Acknowledge the basic facts about how the healthcare system is working today.
Yesterday in a radio interview, “How to conquer health care challenges”, with Professor Glenn Melnick from the Rand Corporation and USC, we were again offered up “expert” opinion that does not even acknowledge the basic facts about how the healthcare system is working today.
Here are a couple of examples from the interview lead by Kai Ryssdal:
“RYSSDAL: Well, let me make sure I understand that. If doctors and hospitals are making less money, what is that do for the quality of care? I’m just trying to think about the argument that’s going to come up on Capitol Hill on this one.
MELNICK: Quality will have to suffer in some way. Whether it’s through reduced access, whether it’s through slower development of new technology…….”
The US spends nearly 50% more on healthcare than the next closest country (Switzerland) and more than twice most developed nations. Yet our basic outcomes of infant mortality and longevity remain at near third world performance. These are the facts of our situation. Money is not the problem. It is what we spend our money on that is the problem. To say that quality will inevitably decline as a result of spending less money is just nonsense. This flies in the face of the facts of the performance of all of the developed countries in the world, except us.
Within the current US performance there are clear demonstrations of how superior performance is not driven by spending more money
Even within the current US performance there are clear demonstrations of how superior performance is not driven by spending more money. Just read “THE COST CONUNDRUM: What a Texas town can teach us about health care.” by Atul Gawande in the New Yorker. Here is part of Gwande’s discussion of this point:
Americans like to believe that, with most things, more is better. But research suggests that where medicine is concerned it may actually be worse. For example, Rochester, Minnesota, where the Mayo Clinic dominates the scene, has fantastically high levels of technological capability and quality, but its Medicare spending is in the lowest fifteen per cent of the country—$6,688 per enrollee in 2006, which is eight thousand dollars less than the figure for McAllen. Two economists working at Dartmouth, Katherine Baicker and Amitabh Chandra, found that the more money Medicare spent per person in a given state the lower that state’s quality ranking tended to be. In fact, the four states with the highest levels of spending—Louisiana, Texas, California, and Florida—were near the bottom of the national rankings on the quality of patient care.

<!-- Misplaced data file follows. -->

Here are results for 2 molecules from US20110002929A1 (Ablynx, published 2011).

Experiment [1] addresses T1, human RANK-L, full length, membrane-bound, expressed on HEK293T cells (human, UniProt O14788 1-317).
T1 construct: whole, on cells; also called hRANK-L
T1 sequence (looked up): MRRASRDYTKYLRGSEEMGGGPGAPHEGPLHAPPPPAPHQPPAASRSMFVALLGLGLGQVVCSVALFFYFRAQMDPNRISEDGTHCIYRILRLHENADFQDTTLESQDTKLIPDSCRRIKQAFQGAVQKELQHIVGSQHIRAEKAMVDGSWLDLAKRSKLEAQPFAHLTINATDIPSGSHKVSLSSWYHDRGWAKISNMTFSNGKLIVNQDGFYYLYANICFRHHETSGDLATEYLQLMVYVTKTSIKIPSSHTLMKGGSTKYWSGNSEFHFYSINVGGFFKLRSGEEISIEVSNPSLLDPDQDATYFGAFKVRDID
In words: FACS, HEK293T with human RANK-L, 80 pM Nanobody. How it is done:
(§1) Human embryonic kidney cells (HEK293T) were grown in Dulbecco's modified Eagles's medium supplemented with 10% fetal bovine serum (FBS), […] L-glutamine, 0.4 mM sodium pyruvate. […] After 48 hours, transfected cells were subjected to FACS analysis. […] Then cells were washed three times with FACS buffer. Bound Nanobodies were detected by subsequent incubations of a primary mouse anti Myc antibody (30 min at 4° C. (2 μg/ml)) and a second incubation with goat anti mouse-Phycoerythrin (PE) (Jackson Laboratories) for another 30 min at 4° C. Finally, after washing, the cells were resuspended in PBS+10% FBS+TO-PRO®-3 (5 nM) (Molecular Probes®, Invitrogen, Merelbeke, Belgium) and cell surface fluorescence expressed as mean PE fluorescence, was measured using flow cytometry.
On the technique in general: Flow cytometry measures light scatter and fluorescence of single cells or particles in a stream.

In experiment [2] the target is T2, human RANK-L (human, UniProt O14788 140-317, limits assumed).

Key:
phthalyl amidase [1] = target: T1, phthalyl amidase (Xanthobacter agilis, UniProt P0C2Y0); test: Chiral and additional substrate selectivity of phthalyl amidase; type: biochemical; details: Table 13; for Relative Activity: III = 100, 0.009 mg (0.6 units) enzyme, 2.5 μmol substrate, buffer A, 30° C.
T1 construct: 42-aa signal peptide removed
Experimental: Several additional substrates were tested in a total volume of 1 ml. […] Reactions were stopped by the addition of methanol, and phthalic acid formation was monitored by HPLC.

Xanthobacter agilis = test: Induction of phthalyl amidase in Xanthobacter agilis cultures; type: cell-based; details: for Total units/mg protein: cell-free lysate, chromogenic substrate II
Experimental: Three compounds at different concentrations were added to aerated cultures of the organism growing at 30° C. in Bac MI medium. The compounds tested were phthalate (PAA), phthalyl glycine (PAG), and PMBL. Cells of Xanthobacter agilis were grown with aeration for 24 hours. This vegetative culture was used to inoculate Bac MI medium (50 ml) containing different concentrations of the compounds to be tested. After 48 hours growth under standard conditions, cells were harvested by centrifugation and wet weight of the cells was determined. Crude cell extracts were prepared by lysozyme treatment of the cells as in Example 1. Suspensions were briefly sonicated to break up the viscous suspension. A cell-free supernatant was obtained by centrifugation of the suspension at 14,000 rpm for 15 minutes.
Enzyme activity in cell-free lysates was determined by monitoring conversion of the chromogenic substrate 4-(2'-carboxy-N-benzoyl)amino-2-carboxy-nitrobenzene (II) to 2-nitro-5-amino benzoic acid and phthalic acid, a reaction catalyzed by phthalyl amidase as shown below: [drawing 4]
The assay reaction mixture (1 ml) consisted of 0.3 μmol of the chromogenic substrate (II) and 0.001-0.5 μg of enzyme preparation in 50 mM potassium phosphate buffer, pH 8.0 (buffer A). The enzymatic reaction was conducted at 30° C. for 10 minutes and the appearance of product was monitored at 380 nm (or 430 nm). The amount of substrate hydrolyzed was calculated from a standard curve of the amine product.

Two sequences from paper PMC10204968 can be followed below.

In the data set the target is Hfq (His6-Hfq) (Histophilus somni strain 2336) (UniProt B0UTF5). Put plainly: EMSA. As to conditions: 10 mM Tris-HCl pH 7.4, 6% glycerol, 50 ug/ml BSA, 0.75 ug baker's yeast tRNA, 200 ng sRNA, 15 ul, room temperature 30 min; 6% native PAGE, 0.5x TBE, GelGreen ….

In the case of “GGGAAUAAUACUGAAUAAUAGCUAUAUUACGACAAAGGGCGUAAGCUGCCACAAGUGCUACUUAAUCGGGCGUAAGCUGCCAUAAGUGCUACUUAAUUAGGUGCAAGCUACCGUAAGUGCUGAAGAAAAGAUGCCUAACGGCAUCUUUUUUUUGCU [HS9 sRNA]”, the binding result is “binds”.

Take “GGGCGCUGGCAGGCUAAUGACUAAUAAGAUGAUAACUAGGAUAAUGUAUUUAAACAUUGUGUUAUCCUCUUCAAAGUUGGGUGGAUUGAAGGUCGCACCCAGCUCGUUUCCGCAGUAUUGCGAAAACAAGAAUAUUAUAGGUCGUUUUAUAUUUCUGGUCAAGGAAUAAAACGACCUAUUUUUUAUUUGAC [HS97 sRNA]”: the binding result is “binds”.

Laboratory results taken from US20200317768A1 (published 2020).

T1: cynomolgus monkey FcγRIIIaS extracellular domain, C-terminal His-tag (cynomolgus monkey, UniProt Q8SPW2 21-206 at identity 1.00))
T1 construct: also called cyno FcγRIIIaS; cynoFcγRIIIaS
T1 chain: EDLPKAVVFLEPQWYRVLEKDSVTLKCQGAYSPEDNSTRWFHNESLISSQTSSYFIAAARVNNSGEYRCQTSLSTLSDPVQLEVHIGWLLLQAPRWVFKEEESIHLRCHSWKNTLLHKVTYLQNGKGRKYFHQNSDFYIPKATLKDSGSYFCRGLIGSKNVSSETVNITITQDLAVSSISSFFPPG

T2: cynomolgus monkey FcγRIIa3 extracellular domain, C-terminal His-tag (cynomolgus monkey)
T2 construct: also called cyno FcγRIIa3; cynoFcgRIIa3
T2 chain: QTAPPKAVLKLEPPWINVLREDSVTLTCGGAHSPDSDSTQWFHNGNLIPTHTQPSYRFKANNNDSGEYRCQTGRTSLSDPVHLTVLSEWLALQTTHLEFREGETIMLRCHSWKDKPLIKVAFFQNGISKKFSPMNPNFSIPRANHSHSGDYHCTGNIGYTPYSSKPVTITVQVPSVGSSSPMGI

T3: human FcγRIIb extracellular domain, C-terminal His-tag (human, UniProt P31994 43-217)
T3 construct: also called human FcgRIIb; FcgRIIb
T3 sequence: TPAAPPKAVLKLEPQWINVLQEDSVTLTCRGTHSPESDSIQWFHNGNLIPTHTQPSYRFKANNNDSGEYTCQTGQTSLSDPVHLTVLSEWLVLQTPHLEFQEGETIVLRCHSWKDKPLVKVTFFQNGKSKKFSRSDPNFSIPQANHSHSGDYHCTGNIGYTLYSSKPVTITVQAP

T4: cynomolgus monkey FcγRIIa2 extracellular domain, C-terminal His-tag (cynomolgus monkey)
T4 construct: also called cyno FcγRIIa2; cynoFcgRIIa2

Melnick is not done demonstrating his lack of awareness of further basics about how healthcare works in the US.
There are a number of economists who feel that health-care is expensive for good reason. And the reason is that it’s valuable. That new innovation and new technology, while it may add to the cost of the health-care system, also brings with it tremendous benefits. The real challenge is can we develop a system to do the research to identify those things that are going to be high value in the first place, and to screen out those things that are low value and not adopt them as quickly as we have in the past. And that will be a challenge, but I think there’s potential savings there. I don’t know any country that has done it very well so far, because new innovation is just so complex and hard to predict.
One of the well reported facts about “innovation” in American medicine is that there is no requirement for new technologies, new procedures, new medical devices, or even new drugs to prove their efficacy. This is well known and examples of the consequences are abundant. If we only knew which of all these “innovations” really provided improvements in healthcare outcomes we would all be better of and probably at a lower cost.
I am not sure who Professor Melnick is, but, based on his performance during this interview, he would appear to be another example of that alternative text for PhD.